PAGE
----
Also known as the ‘Land of the Bible,’ the country is home to several of the most sacred sites in Christianity, Judaism, and Islam. Pilgrims from all three monotheistic religions are compelled to visit these holy places en masse, creating a consistent demand for travel that doesn’t fluctuate with the seasons or global trends.
The top Israeli destination for people of faith is Jerusalem, which lures scores of devotees to explore millennia-old churches, temples, and mosques.
Evangelicals are one of the most common denominations to visit Israel, flocking in droves to places like Mount of Olives to experience biblical sites first hand. Catholics, come to follow in the footsteps of our savior at the Stations of the Cross. The 14-step series concludes at the Church of the Holy Sepulcher, the most sacred site in Christianity and the scene of the crucifixion of Christ. Other must-visit sites are popular with other denominations—the Sea of Galilee, for example, is a sacred Orthodox site.
Muslims, on the other hand, make a beeline for Temple Mount to see the Dome of the Rock, widely considered the most spellbinding Islamic structure on earth. And for Jewish travelers, nothing beats paying homage at the Western Wall.
Sacred monuments aside, Israel is ram-packed full of fascinating archeological sites—Romans, Brits, and Turks once ruled the region, after all. The coastal city of Caesarea, for example, is home to some of the best-preserved Roman ruins in the world, making it a sure-fire hit for any history buff.
Humanity has always had a deep fascination with history and religion. These two distinct passions form the pillars of the Israeli tourism industry, and there’s unlikely to be any change in the post-COVID world.
One of the primary drivers of Israel’s tourism success is its people, a warm and friendly conglomeration of varying ethnicities and faiths. Over the last hundred years or so—since well before statehood was achieved—the Jews have been returning to the Promised Land in droves, bringing their varied customs and culture with them. Today, the country boasts a captivating blend of European, African, and Arabic influences to form a singular Israeli identity that captivates the visitor and adds an exotic element to every vacation.
Travelers can witness such diversity firsthand through authentic Israeli celebrations that amalgamate the best elements of East and West. Lavish festivities occur throughout the year to mark significant historical and religious events, many of which are on full public display for curious tourists to witness.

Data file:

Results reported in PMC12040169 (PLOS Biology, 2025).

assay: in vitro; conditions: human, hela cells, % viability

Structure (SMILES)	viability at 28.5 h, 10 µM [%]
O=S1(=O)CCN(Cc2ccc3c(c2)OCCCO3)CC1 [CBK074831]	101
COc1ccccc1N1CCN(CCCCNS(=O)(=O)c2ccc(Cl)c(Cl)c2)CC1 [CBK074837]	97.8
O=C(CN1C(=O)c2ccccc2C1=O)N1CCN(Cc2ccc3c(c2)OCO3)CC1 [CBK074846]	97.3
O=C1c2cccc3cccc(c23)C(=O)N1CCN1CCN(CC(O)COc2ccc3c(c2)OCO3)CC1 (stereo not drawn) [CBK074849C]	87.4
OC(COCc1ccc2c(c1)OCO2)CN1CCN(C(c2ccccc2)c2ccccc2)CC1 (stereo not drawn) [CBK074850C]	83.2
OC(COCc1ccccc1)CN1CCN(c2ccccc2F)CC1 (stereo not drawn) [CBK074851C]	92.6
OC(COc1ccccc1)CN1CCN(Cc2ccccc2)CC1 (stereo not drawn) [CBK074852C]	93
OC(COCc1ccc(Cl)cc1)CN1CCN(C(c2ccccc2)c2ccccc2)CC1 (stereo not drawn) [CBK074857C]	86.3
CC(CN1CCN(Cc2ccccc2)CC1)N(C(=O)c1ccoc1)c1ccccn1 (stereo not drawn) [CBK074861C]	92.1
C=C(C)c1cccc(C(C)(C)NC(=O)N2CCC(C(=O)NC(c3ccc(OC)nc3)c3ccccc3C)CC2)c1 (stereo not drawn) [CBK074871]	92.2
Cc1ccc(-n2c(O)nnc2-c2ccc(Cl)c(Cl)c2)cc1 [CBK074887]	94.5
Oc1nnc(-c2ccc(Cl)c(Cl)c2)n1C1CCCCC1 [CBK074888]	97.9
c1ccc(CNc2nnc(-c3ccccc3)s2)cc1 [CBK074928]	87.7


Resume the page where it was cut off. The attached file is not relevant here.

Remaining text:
Another major drawcard is Israel’s exotic cuisine, an eclectic mix of Arabic and Western traditions. Local favorites like falafel, hummus, tahini, shakshuka, and baba ganoush are widely available in restaurants and street stalls, creating a culinary journey that’s destined to delight.
The leading travel companies in Israel incorporate elements of the culture and cuisine into their itineraries, allowing visitors to sample the very best of Israel in a natural and authentic way.
Israel occupies a mere 22,145 km², about the same as New Jersey. Even at its longest point, only 418 km separate the northern and southern borders, making it a modest six-hour car trip from end to end. Couple that with first-world infrastructure—think modern railways and world-class highways—and you’ve got a bite-sized country that’s a pleasure to traverse.
For the time-poor travel agent, this minute landmass makes the logistics of an Israeli holiday a breeze. Forget about organizing an array of complex domestic air transfers when a quick shuttle service will whizz clients around at record speed.
Israel’s small stature also lets you pack more activities into a short timeframe—travel in Israel means clients get to enjoy an action-packed holiday while travel agents can optimize commissions. Plus, as neighboring nations are never more than a few hours’ drive away (even less by air), combining an Israeli adventure with an extended Middle Eastern escape is an all-too-easy affair.